2 points
  30. I have MUCH better photos, from the Classic Era.......but if I post them, Peter will complain to Steve M.........like he is going to do anyway with this one.........
    2 points
  31. Here's the latest update, current as of today (Fri, 12 June 2020), for the remaining AACA national activities in 2020. Sadly, the Eastern Divisional Tour has been cancelled, but has applied to reschedule the tour for next year on 2-5 June 2021 (pending AACA Board of Directors approval). All members registered for the tour have been e-mailed by the Tour Chairperson (Charles Emery) and given the option of carrying over their registration to next year or receiving a full refund. - Grand Nationals in Allentown, PA (21-22 August) - Updated 11 June 2020 - Glidden Tour (hos
    2 points
  32. These are highly prized by every segment of the hobby. They have been a favorite for both stock restorers and street rodders for more then two decades. Just about the time we think that they are all dried up one will pop up. IMO you cant's go wrong for the price. These are pretty straight forward, they used the standard 1937 Dictator coup body, chassis and running gear. They used the same basic 6 cyl. engine engine that was used in larger cars and trucks as late as 1950, in some cars, and some pickups into the 60's (not to be confused with the smaller 6cyl. Champion engine used fr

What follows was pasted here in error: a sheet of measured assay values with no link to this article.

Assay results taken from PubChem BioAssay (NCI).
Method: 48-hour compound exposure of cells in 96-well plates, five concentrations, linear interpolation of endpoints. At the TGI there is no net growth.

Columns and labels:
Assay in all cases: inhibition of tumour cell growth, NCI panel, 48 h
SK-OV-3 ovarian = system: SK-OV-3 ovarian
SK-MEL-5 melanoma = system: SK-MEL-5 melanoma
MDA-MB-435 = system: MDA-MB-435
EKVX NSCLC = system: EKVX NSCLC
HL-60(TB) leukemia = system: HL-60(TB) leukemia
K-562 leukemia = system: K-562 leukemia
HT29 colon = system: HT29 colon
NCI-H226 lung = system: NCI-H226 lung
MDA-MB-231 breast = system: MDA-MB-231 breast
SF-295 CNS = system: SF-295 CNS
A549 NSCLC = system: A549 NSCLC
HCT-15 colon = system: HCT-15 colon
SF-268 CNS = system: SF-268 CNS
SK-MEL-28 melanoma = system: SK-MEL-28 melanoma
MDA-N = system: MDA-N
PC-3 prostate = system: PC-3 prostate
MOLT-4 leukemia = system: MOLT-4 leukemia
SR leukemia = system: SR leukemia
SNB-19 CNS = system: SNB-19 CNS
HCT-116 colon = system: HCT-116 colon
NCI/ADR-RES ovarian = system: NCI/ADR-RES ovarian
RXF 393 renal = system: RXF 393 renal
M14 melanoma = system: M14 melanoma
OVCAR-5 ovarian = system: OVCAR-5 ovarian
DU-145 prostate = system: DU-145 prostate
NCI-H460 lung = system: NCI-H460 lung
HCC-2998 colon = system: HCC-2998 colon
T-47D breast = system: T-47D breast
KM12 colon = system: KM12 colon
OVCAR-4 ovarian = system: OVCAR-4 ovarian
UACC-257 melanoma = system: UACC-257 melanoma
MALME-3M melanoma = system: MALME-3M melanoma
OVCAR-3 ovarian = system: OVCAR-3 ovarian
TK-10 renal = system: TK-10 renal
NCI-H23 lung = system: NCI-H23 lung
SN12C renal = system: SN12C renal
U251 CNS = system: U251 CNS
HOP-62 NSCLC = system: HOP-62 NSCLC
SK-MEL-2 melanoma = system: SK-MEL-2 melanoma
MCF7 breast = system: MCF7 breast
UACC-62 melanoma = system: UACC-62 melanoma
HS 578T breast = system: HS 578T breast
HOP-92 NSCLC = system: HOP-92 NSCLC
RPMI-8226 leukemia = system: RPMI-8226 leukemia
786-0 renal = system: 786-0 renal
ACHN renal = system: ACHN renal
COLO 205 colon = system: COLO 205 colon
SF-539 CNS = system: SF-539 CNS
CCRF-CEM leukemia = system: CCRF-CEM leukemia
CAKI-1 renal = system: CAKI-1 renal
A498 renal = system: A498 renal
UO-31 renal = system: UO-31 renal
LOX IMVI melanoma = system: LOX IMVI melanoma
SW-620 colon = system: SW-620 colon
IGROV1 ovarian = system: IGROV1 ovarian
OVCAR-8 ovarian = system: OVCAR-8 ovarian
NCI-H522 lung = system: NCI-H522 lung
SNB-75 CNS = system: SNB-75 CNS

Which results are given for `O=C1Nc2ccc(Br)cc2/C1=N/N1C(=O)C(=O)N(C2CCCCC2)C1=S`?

2 points
  33. Tomorrow I will be making a short trip to check out a Studebaker Express that is for sale in my area. Just wondering what to pay special attention to
    2 points
  34. Philipson's ad for Cord on the back cover of Bonniers Månadsmagasin in 1930. Interesting as the front-wheel drive American is absent from the list of car models in the Royal Swedish Automobileclub's almanach/handbook for that year, eventhough Rolls-Royce and Isotta-Fraschini are listed